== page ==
A report last year from Alibaba said there are now 211 villages Taobao, against only 20 the previous year.
They are about 70,000 merchants on Taobao
and Alibaba is actively investing in the growth of these figures. Alibaba, which estimates that the rural market will be worth 460 billion yuan (74 billion dollars) in 2016, is one of many companies trying to cash in. JD.com, another major e-commerce player in China, sent a team on a six -month tour of the country, showing how people buy products on its site. Rural population of China is so large that increasing the number of e-commerce on a global scale as it comes online. According to a new report by the research firm eMarketer, the country already has more mainstream buyers of digital world: 407 600 000 inhabitants, followed by the USA with 171.8 million. In 2019, it is expected to add another 139 million, primarily less urbanized areas as internet access expands.
"In rural areas, where the income starts to catch up, it is they who are going online to buy everything, because they have no access," Haixia Wang, forecasting vice president for the firm Research eMarketer says Quartz. "There are no shopping malls, and if you want access to brands online could be the first choice."
All three are known as "Taobao villages," rural communities where at least 10% of the population makes a living by selling products online, mainly on Taobao.com, Alibaba market consumer to consumer opportunity. They part of a radical change happens in the Asia-Pacific region, driven by China in particular, where millions of new buyers and sellers in rural communities not linked in advance are brought online, which helps fuel a surge in e-commerce.
Wal-Mart, the largest retailer in the world, said the acquisition of the participation would help accelerate its e-commerce business in China and to stimulate coordination between physical stores and online. He did not disclose the price paid for the game, which was purchased from former executives Ping An and financial services group.
Asia head of Wal-Mart Scott Price told Reuters earlier this year that the online retail was important to help exploit the younger generations of China and that the firm would increasingly turn to weave his presence online and offline in the market.
Walmart enter into Chinese ecommerce MarketWal-Mart, Carrefour SA of France and Tesco PLC of Britain have all seen sales growth slip in the last five years in China, losing market share to local rivals, according to the firm consumption analysis Kantar Worldpanel.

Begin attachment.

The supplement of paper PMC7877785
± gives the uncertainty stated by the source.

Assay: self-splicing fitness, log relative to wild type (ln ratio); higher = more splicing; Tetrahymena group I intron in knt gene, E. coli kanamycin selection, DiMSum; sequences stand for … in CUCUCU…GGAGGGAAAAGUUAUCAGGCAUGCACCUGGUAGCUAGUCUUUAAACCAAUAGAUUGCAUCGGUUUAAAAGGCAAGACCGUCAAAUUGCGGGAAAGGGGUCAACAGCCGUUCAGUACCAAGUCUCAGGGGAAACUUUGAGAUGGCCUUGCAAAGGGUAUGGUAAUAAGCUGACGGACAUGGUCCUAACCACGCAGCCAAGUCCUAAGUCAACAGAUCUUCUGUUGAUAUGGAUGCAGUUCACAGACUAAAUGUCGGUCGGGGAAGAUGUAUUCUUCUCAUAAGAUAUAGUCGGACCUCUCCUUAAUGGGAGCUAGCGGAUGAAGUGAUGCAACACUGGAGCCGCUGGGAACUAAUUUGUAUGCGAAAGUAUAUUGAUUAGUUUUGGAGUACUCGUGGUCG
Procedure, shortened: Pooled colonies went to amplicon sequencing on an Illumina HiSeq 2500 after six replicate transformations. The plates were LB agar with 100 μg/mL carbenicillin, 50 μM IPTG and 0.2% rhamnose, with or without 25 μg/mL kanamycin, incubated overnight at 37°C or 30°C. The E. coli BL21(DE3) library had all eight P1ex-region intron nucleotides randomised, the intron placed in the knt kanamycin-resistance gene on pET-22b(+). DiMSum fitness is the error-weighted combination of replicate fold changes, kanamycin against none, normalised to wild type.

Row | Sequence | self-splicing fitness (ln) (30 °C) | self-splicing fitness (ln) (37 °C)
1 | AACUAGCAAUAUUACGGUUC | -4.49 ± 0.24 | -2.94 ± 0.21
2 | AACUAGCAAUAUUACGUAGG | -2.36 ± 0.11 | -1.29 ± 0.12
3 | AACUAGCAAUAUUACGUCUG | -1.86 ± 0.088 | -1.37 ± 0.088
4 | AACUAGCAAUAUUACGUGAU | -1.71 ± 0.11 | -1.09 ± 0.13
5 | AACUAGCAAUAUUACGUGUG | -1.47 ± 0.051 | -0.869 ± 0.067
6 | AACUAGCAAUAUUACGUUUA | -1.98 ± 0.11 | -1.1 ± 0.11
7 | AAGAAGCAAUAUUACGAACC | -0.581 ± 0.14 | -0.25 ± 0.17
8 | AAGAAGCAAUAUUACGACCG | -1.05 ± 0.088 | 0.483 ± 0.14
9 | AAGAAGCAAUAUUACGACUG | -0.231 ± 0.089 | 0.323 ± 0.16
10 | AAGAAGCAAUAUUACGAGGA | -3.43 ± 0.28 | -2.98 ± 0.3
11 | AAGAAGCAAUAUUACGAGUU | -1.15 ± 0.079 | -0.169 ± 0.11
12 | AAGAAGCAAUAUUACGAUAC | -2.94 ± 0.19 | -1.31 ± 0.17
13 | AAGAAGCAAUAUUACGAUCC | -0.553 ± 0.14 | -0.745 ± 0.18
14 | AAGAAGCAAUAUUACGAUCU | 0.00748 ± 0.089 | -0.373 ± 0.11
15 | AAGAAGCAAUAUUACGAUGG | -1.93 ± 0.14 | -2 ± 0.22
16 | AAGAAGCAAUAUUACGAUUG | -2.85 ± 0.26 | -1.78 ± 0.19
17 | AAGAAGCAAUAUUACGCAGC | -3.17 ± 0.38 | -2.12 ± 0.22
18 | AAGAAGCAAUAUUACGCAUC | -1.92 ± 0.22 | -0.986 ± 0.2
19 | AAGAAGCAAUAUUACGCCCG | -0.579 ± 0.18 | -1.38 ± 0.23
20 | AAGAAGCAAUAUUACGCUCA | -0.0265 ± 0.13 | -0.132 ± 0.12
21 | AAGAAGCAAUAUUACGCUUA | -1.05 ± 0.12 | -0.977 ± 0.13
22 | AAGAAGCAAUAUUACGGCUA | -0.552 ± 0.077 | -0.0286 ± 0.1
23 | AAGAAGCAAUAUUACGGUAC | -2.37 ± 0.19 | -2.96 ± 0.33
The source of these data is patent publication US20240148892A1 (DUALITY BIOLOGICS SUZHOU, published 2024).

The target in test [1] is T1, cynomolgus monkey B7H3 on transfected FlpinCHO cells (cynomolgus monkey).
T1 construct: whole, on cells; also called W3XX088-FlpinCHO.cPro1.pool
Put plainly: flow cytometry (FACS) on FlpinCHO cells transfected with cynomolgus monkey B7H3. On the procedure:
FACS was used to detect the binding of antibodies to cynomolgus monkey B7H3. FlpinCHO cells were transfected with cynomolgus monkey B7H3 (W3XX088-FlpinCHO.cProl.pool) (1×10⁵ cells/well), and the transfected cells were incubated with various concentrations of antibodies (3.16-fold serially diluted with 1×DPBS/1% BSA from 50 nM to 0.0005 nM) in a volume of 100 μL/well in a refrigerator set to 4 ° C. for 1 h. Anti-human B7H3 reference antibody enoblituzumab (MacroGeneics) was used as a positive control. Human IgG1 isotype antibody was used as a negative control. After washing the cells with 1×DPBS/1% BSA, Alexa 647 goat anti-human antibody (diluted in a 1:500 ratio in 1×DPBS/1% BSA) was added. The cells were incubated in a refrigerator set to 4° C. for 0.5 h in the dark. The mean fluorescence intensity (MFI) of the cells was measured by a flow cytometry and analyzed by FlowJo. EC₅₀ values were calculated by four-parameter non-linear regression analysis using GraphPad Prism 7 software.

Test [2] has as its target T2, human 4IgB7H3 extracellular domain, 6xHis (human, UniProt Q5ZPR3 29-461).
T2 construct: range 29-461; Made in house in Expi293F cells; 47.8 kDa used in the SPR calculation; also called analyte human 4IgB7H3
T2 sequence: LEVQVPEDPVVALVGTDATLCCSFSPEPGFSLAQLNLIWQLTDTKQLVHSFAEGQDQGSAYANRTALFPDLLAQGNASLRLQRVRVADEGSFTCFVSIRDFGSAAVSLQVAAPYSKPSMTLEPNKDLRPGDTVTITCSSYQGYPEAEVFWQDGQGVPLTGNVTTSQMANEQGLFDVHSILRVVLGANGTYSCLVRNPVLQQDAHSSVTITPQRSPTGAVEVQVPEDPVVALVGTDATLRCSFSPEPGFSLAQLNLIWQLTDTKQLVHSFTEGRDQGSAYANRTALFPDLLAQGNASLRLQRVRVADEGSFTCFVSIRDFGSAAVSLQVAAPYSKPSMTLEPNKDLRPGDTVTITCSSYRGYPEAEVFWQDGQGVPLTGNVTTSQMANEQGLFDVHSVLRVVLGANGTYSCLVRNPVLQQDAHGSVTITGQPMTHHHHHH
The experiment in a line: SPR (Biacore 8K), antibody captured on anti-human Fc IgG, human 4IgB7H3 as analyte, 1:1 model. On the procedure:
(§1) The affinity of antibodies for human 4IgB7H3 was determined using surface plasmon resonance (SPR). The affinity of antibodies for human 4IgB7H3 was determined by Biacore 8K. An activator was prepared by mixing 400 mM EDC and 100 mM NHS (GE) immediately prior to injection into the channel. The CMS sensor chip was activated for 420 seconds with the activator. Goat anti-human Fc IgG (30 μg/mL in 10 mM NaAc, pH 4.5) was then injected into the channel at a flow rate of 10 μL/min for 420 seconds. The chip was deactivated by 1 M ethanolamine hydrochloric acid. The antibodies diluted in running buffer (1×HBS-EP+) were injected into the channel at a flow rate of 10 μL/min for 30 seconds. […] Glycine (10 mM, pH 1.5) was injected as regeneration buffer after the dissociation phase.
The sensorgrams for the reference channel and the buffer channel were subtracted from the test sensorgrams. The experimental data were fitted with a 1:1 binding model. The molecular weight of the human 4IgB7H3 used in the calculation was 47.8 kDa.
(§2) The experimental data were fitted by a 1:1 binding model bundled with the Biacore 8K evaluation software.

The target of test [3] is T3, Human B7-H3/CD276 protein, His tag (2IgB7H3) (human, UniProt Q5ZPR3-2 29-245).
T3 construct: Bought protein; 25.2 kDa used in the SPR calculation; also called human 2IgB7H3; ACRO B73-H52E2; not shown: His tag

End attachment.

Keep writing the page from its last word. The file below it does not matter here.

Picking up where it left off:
The US retailer also announced Thursday that company insider Wang Lu will take the reins of Yihaodian. CEO and president of the company e-commerce had ceased earlier this month "to pursue their next adventure."
Although they do not have the same level of wealth as their urban counterparts, buyers in the less developed areas of China spend almost as much on online purchases, and also spend a larger share of their disposable income, according to a 2013 report by the McKinsey research firm. Their main categories for online purchases include apparel, tea, cosmetics, and food, according to Wang, and online shopping is particularly popular when local products have no quality standards or highest security, as is often the case for makeup and baby products.
E-commerce in rural China still faces some major challenges, namely the infrastructure. In less developed areas, roads and bad conditions, it can be difficult for retailers to distribute and deliver packets, for example. And while rural Chinese are willing to spend online, they are still relatively poor, which limits their purchasing power and the resources they can invest to create businesses.
Although e-commerce itself can be part of the solution. Alibaba believes e-commerce has created 280,000 job opportunities in rural China in 2014, and last July, the government took 55 poor counties for 20 million yuan each. The money was to help them develop their e-commerce industries in order to reduce poverty.
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